Continuously rising energy consumption is driving fuel prices up. Prior to the first maritime emissions legislation entering into force, seaborne transportation typically used the lowest remaining residue from crude oil distillation. Fuel composition has a direct impact on some emission types, and several emissions reduction technologies place requirements on the fuel. However, increased requirements on liquid fuels result in higher fuel costs and the increased cost of traditional fuels has decreased the price gap between these and alternative energy sources. Already today, natural gas can result in a lower total cost of ownership, depending on the emission limits that have to be achieved. Bio-fuels and high viscosity fuels may also become economically attractive solutions.

Energy efficiency

Many Wärtsilä products offer the highest efficiency in the market. Full scale measurements of the electrical losses from Wärtsilä's electrical power distribution system have shown values that exceed even our own expectations. In order to minimise electrical distribution losses for larger installations, Wärtsilä is currently scaling up its low loss concept by creating a variant for medium voltage as well. The power range of this solution will cover the demands of the largest cruise vessels.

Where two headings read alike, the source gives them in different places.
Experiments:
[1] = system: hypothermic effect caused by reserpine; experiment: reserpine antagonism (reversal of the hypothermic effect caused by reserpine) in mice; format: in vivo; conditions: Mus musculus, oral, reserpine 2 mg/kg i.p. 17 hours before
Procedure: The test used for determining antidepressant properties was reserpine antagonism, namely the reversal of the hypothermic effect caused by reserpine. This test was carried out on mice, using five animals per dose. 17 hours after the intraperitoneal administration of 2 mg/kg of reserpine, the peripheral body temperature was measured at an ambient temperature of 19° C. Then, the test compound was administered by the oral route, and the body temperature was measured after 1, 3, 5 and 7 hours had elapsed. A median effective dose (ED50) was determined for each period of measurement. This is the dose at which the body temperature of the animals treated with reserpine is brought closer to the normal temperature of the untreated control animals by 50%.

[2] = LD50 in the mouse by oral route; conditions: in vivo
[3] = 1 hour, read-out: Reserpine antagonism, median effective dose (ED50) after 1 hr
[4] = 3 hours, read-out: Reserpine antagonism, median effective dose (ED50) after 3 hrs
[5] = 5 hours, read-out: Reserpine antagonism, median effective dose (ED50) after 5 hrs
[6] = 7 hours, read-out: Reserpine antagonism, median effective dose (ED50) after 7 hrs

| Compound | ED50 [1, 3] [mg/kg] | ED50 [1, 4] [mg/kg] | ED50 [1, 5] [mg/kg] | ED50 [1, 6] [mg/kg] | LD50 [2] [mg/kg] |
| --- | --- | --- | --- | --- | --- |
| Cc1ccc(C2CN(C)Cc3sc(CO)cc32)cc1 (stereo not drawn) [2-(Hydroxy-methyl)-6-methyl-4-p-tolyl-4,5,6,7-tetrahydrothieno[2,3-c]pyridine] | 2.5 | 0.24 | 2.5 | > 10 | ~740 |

The Wärtsilä Energopac is another example of a market leading component. Energopac is a rudder solution, which minimises the drag of the rudder by streamlining the water flow from the propeller to the rudder. Full scale measurements for this project have also exceeded expectations.

Wärtsilä Energopac

If quantum leaps in operational efficiency are to be made, improving the performance of individual products is not enough. In order to minimise safety margins between components, and to match the performance characteristics of the different components in the power train, an integrated approach is necessary. But it all starts with the propulsive power demand, which comes from the design of the vessel. Here again, Wärtsilä's involvement in ship design enables the achievement of truly optimised solutions.